high-profile video game platform. Revenue could grow 50% this year, and the stock could zoom to $100, the analyst projects. (Edelstone's firm led Nvidia's last common stock offering.)

As for Xilinx, having the premier franchise for programmable logic -- particularly the Virtex product line -- is enabling that company to enjoy strong growth in the communications markets. Edelstone forecasts 2001 revenue growth of 25%. If that growth is met, the stock could reach $80, he projects. (MSDW has done merger and acquisition work for Xilinx.)

Stock Pick

Favorite stock for next 12 months:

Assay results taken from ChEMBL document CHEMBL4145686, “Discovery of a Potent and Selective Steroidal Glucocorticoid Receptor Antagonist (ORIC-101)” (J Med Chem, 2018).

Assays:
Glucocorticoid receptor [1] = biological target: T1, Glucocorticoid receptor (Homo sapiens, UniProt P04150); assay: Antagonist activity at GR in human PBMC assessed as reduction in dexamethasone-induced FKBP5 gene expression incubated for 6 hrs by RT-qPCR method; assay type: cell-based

Nvidia

12-month target price:

$100

Comment:

"Nvidia is an exceptionally well-managed company that is erecting significant barriers to entry in its served markets. The stock will do well as the company gains share in the PC market and as it benefits from the success of Microsoft's Xbox, which Nvidia was awarded a contract to design. Xbox is Microsoft's high-profile video game platform."

Rate Their Stock Picks:

Which stock do you like best?

Edelstone: Nvidia

Niles: RF Micro Devices

Glavin: Applied Micro Circuits

Peck: Analog Devices